Cloud infrastructure: a business guide to agility and flexibility

For many businesses, Covid-19 meant adapting and evolving, and making tough business decisions to suit and make sense of the new business environment organisations found themselves in. The cloud landscape was no exception as it played a crucial role in day-to-day transformation. The bottom line: change remains the name of the game.

Sumeeth Singh, head of cloud provider business for sub-Saharan Africa at VMware, and Jeff Jack, principal practice head for cloud at Dimension Data, chat in this interview with Aki Anastasiou (watch it above) about the current digitisation space in the South African market. In the conversation, Jack considers the transformation within the cloud landscape an exciting time but cautions that it was also a knee-jerk reaction for many cloud service providers and partners, who may have oversold inferior solutions.

Digital adoption and transformation in the cloud landscape

“Businesses are rapidly deciding to move their infrastructures online and into the cloud to maintain a cloud presence and take advantage of a digital footprint that will enable them to continue running in the event of a repeat of an event like the pandemic while still serving their customers,” says Jack.

Singh, meanwhile, says cloud adoption was already under way when the pandemic hit, and organisations were at varying levels of cloud adoption.

“The Covid-19 pandemic became a catalyst to get cloud adoption fast-tracked. In fact, I like to call it the famous ‘Covid cloud catalyst’, where cloud service providers and partners saw the need to shift their environment and infrastructures digitally to gain and remain agile,” adds Singh.

Cloud infrastructure needs and demands

In Jack’s opinion, with extensive constraints and a better grasp of the cloud landscape, clients’ needs became different. They started looking for different ways to consume data and flexibility within how they are served their data. And so they sought a cloud infrastructure that provides them with a better chance of business continuity and resilience.

With a longstanding collaborative partnership with VMware, Dimension Data says it can deliver on these demands because it firstly understands the transformative nature of the cloud and second, its clients trust VMware solutions.

Dimension Data’s Jeff Jack, centre, and Sumeeth Singh, right, talk to Aki Anastasiou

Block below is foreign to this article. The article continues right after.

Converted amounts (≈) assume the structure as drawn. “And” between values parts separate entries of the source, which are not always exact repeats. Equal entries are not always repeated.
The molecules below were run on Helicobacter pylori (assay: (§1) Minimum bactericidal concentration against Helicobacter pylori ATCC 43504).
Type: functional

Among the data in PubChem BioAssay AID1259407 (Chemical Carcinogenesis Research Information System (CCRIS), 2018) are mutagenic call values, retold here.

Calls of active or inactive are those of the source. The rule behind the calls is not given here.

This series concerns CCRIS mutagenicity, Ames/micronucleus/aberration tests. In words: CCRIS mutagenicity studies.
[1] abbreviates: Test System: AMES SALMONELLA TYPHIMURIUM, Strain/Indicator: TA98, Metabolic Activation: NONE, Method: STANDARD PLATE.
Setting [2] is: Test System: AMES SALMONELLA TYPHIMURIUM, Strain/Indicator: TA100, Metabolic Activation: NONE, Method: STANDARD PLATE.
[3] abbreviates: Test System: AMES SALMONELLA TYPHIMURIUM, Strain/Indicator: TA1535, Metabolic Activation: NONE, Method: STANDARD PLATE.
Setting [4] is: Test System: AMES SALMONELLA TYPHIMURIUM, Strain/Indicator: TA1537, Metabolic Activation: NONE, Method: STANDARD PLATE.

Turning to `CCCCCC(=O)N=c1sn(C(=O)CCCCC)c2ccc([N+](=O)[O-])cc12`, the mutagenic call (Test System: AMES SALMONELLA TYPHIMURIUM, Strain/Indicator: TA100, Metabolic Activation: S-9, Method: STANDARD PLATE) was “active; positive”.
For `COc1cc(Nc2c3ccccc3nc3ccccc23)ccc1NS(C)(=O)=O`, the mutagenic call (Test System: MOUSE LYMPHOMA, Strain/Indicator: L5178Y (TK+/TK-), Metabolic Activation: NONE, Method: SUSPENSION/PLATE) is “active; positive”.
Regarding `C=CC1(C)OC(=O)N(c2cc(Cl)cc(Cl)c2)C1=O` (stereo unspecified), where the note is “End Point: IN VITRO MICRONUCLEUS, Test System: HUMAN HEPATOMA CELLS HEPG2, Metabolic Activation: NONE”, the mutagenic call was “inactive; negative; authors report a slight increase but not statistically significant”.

“VMware is a pioneer of virtualisation with the ability to consolidate and run multiple workloads on a single piece of infrastructure, right at the first step. But what this means today is that we can deliver a multi-cloud experience as we understand how to adapt and provide a unique cloud infrastructure, have partnerships with the hyperscalers, and partners like Dimension Data that bring the local flair of a trusted advisor in the cloud space. All these factors meld together to deliver a multi-cloud strategy and story to customers while providing the comfort of knowing everything in their cloud is secured,” says Singh.

Mistakes made by customers in cloud adoption

While cloud adoption and the digital transformation era are painting the town red within the cloud space, Jack and Singh argue that this era is still in its infancy. The common mistake customers make is not understanding which type of applications and workloads to use for their data infrastructures. This highlights the fact that cloud roles are no longer binary, but rather there is a role for hybrid and private clouds, as well as a need for the hyperscaler/public cloud.

With many customers still supporting monolithic legacy applications to provide their services, their goals to digitally transform and ensure their old system talks to a new system is severely impacted. But if they are to speed up transformation and run efficiently and effectively with the predictable performance, security and compliance – they need to start looking at how a hybridity of solutions can help them.

To conclude, IT (and the cloud) is driving new business outcomes and providing consumptive ways of consuming data vs traditional ways of setting up infrastructure. The conversation around the benefits of new and old is answered with the fit for purpose approach that is today offered by cloud service providers and partners.

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